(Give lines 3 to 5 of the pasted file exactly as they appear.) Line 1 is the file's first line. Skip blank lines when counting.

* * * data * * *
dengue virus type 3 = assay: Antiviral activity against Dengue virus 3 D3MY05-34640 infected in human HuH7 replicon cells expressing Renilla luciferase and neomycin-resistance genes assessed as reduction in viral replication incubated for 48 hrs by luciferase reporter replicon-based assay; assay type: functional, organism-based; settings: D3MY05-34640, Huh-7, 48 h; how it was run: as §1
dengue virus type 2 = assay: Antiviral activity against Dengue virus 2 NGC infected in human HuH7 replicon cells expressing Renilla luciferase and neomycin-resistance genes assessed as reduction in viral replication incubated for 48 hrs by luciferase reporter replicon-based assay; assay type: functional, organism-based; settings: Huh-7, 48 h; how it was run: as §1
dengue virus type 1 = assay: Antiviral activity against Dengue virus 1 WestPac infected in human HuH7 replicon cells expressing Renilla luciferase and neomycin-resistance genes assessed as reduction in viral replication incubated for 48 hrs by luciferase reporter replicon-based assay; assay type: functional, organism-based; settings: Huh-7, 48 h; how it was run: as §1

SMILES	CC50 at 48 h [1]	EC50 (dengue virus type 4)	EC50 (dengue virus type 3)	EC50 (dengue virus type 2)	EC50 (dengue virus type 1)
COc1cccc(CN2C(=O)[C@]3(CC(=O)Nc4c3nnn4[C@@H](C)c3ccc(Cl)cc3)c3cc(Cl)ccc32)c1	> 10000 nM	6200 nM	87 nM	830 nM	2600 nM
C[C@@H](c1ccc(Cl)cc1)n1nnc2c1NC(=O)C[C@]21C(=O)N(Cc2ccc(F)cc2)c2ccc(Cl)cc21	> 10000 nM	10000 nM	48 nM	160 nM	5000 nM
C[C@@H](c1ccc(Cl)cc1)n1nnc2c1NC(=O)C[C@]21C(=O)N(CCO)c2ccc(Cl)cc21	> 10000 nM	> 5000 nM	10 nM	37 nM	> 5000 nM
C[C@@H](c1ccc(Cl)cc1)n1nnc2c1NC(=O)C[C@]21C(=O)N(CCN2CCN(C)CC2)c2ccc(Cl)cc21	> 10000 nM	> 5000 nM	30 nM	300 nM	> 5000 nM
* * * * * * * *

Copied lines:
dengue virus type 1 = assay: Antiviral activity against Dengue virus 1 WestPac infected in human HuH7 replicon cells expressing Renilla luciferase and neomycin-resistance genes assessed as reduction in viral replication incubated for 48 hrs by luciferase reporter replicon-based assay; assay type: functional, organism-based; settings: Huh-7, 48 h; how it was run: as §1

SMILES	CC50 at 48 h [1]	EC50 (dengue virus type 4)	EC50 (dengue virus type 3)	EC50 (dengue virus type 2)	EC50 (dengue virus type 1)
COc1cccc(CN2C(=O)[C@]3(CC(=O)Nc4c3nnn4[C@@H](C)c3ccc(Cl)cc3)c3cc(Cl)ccc32)c1	> 10000 nM	6200 nM	87 nM	830 nM	2600 nM